his  nephew,  John  Conduit,  Esq.,  who  wrote  a  trea- 
tise on  the  gold  and  silver  coin,  and  who  died  in 
1737,  leaving  behind  him  his  wife  and  daughter,  the 
former  of  whom  died  in  1739,  in  the  59th  year  of 
her  age, 

*  Turnor's  Collections*  &c.  j>-  158-    See  APPENDIX,  P  3J6. 

292  SIR    ISAAC    NEWTON 


Permanence  of  Newton's  Reputation— Character  of  his  Genius—Hi* 
Met-hods  of  Investigation  similar  to  that,  used  by  Galileo — Error  in 
ascribing  his  Discoveries  to  the  Use  of  the  Methods  recommended  by 
Lord  Bacon — The  Pretensions  of  the  Baconian  Philosophy  examined 
— Sir  Isaac  Newton's  social  Character — His  great  Modesty— The 
Simplicity  of  his  Character — His  religious  and  moral  Character — 
His  Hospitality  and  Mode  of  Life — His  Generosity  and  Chanty — 
His  Absence — His  personal 'Appearance — Statues  and  Pictures  of 
him — Memorials  and  Recollections  of  him. 

SUCH  were  the  last  days  of  Sir  Isaac  Newton,  and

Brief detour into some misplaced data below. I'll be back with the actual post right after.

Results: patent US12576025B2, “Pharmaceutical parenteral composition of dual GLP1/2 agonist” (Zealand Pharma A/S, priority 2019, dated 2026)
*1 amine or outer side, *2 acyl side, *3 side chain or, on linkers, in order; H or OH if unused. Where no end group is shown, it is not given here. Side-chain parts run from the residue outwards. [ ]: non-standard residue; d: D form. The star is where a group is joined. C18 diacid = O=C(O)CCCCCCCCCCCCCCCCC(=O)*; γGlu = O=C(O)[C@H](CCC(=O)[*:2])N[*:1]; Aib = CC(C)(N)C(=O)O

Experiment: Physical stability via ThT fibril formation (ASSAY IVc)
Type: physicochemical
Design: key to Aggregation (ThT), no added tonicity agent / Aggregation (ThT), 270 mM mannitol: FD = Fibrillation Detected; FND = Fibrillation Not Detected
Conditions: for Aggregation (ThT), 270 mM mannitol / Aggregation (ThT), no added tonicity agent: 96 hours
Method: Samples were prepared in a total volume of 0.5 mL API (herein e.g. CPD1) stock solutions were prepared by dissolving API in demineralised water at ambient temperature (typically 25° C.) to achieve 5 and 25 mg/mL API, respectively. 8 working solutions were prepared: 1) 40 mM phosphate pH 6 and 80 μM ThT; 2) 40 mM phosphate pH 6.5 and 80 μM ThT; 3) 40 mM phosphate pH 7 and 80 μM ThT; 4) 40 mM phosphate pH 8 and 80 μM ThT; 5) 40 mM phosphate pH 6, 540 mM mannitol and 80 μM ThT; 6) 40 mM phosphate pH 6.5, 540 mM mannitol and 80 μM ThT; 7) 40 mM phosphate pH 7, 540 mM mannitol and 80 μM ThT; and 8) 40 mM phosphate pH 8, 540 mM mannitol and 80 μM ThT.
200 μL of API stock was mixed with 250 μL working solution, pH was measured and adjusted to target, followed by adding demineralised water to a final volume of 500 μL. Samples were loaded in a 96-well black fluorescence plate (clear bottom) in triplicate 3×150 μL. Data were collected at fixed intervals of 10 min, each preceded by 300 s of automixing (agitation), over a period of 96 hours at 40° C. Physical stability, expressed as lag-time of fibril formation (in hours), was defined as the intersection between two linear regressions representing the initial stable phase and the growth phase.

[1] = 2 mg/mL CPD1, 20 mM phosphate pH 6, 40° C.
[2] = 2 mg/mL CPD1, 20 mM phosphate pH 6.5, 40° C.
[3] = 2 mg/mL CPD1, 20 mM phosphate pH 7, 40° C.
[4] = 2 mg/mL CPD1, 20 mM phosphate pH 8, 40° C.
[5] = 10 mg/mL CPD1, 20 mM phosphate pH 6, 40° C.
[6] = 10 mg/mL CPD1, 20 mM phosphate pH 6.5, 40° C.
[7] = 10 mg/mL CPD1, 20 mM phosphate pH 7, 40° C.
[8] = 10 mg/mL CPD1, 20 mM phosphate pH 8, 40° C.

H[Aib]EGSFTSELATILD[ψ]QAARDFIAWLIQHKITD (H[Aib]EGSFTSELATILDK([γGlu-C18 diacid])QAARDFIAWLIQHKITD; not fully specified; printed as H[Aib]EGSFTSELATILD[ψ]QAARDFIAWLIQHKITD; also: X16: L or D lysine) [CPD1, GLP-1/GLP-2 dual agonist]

such  the  last  laurels  which  were  shed  over  his  grave. 
A  century  of  discoveries  has  since  his  day  been 
added  to  science  ;  but  brilliant  as  these  discoveries 
are,  they  have  not  obliterated  the .  minutest  of  his 
labours,  and  have  served  only  to  brighten  the  halo 
which  encircles  his  name.  The  achievements  of 
genius,  like  the  source  from  which  they  spring,  are 
indestructible.  Acts  of  legislation  and  deeds  of  war 
may  confer  a  high  celebrity,  but  the  reputation  which 
they  bring  is  only  local  and  transient;  and  while 
they  are  hailed  by  the  nation  which  they  benefit, 
they  are  reprobated  by  the  people  whom  they  ruin 
or  enslave.  The  labours  of  science,  on  the  contrary, 
bear  along  with  them  no  counterpart  of  evil.  They